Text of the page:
This is part 11 of a 12 day blog series called “12 Steps You Must Take To Get Into Creative Flow Whenever You Want” or the more seasonal “The 12 Days of Creativeness”.
I know that some creative types hate the idea of “goals”. Some even dislike the word. If you do, think of them as “outcomes” or “objectives”.
(I’m going to use “goals” here, because it’s much easier to type!)
While rigid lists of goals might work for you, they don’t work for everyone. I certainly don’t insist that my clients keep a strict and constantly updated goal list for every area of their life.
But psychology professor Mihalyi Csikszentmihalyi (who wrote the book on Flow and who has studied hundreds of people in all walks of life who experience flow) found that they all have challenging goals of their own choosing.
And after analysing my creative career, although I didn’t refer to them as “goals”, just “stuff I wanted to finish”, when I had “stuff I wanted to finish” I was more inspired, worked harder and did better work.
It’s clear that goals, aims, outcomes or objectives are important.
But the traditional view of a good goal doesn’t address some essential characteristics which will cause you to experience creative flow.
You’ve probably heard the acronym “SMART” (Specific, Measurable, Agreed, Recorded, Time bound – or some variation of that). While doing my coaching diploma it was drummed into me that these elements were what made a good, motivating goal for a coaching client.
But as I coach creative people who want to get into that precious peak state of creative flow, I’ve always felt that SMART somehow misses the mark.
So I came up with my own acronym. A goal that will help you find flow will be:
Challenging. Recorded. Explicit. Affirmative. Time-based. Inspiring. Valuable. Enjoyable.
A good CREATIVE goal will be challenging enough to stimulate you but not so challenging that you get discouraged and run the risk of giving up.
Now I recognise that finding that fine line between too challenging and too easy can be a challenge in itself! I spend a significant part of the coaching process helping my clients find that fine line.
But once you start to walk it, you won’t look back.
Experiment with setting yourself tough challenges. I would always err on the side of “too challenging”, because I believe that most people underestimate their potential…
A goal that isn’t recorded is a dream.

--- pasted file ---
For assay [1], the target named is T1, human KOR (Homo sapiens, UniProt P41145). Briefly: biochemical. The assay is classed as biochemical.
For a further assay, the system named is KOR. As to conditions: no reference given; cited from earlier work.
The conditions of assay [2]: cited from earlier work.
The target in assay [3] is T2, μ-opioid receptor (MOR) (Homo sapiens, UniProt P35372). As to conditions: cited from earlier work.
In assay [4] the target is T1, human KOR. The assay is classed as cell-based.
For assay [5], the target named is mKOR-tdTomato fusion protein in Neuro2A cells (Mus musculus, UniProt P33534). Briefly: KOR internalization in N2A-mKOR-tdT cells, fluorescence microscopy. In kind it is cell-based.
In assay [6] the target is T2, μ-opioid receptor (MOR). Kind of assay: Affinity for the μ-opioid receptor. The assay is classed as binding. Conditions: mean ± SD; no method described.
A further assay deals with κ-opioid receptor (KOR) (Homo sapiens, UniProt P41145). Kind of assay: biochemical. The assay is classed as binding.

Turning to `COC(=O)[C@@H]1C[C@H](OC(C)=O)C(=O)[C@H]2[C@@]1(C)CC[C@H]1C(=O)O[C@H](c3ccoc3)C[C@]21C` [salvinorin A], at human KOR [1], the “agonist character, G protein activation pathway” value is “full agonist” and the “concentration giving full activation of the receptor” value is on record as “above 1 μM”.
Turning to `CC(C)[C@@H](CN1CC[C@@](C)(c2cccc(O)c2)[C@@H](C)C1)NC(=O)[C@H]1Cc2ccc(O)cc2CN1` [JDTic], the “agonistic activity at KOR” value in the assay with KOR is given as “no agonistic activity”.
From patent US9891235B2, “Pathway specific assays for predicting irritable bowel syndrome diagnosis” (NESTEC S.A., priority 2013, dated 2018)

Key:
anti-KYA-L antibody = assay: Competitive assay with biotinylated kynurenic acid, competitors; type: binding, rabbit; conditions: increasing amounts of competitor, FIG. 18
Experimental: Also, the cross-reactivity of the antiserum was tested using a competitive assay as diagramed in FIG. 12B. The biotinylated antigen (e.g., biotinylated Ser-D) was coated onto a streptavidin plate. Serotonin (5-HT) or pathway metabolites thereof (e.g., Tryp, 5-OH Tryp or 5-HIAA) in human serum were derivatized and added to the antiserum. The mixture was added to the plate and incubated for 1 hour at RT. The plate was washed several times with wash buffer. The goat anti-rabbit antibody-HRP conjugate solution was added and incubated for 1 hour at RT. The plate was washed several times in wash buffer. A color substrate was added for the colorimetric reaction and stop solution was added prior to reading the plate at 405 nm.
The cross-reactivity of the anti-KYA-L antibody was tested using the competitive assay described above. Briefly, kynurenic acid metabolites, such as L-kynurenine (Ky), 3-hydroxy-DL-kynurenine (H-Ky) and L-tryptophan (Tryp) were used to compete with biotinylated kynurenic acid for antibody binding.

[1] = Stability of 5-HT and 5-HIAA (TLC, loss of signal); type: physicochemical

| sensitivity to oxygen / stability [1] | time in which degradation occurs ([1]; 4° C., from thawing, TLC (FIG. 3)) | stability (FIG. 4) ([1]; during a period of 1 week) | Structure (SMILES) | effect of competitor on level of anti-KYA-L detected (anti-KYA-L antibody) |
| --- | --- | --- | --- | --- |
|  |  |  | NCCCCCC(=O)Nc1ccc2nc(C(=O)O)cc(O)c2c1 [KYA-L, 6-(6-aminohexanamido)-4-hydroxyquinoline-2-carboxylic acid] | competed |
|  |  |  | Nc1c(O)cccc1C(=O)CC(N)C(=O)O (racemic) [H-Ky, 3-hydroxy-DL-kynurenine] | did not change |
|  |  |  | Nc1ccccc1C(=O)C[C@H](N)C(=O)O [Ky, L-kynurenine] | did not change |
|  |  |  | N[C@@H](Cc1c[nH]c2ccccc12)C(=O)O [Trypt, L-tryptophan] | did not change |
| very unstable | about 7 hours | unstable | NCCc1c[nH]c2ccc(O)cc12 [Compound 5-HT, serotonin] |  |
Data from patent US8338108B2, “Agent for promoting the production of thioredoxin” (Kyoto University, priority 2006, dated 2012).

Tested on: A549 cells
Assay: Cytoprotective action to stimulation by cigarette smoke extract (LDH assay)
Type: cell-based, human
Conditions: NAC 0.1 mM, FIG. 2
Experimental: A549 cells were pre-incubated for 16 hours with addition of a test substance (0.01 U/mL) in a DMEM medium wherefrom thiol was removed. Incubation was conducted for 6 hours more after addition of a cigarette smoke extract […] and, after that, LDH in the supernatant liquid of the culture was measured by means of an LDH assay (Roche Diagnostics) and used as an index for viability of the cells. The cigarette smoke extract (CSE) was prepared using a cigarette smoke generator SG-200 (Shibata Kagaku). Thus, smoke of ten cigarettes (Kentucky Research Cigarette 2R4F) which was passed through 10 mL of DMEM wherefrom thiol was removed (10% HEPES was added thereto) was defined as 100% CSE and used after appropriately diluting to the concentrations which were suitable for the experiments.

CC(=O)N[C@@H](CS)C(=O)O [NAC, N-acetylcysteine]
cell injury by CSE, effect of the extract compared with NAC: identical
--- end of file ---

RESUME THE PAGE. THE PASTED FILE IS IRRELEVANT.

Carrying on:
Write your goals down, or type them into your computer or phone. Look at them daily or even better, rewrite them every day. I have found that when I do this I naturally make my goals my priorities, and don’t get so easily distracted.
And if you can, find someone who you can speak to about your goals. Simply the act of telling someone else will mean you’re accountable to them and much more likely to take action.
When you have an explicit goal, you’ll be able to say “I’ve achieved it”.
It will be clearly defined. Even better if it’s something you can measure e.g. the number or tracks you want to finish. And if it’s something you can’t measure, then create a way of measuring it.
For instance, some of my clients want to finish more music, but have difficulties due to lack of confidence.
So first I get them to make their overall goal explicit.
Client: “I will finish 2 tracks a month for the next 3 months.”
But in order to achieve their overall goal they need to increase their confidence. This is a smaller “sub-goal” which I ask them to make explicit:
Me: “On a scale of 1-10 how confident are you now?”
Client: “About a 4.”
Me: “Where would you have to be on that scale to allow you to finish 2 tracks a month?”
Client: “I think probably a 7 or 8.”
(So their sub-goal is to get from a confidence level of 4 to a 7.)
Then to find out what the first step would be:
Me: “What has to happen to get your confidence from it’s current 4 to a 5?”
So by breaking down the overall goal into smaller sub-goals, and making what isn’t well defined into something explicit, they’ll know when they’ve achieved each step and how much closer they are to their overall goal.
Go through a similar process yourself with your goals. You’ll be much more excited and motivated to take action.
I’m surprised at how many new coaching clients have no problem telling me what they don’t want, but find it almost impossible to tell me what they do want.
It’s not possible to achieve something you don’t want because a/ it might happen in the future or b/ you might do it in the future.
And by stating what you don’t want, “I want to stop procrastinating” you are focusing on it. By constantly referring to your procrastination you are much more likely to continue procrastinating.
It’s more effective to say what you want: “I will focus all my attention on producing music for 30 minutes every day until the end of the month.”
Give yourself a deadline.
You might find this difficult. But if you can put a time limit on each goal it will be less likely to drag on.
And if you’ve set a deadline you can hit, you’ve agreed it with someone else and you’ve recorded it, you will be in a position where you’re highly likely to achieve it.
This is a crucial and unique component of a creative flow goal.
You must make sure that every goal is connected to your purpose.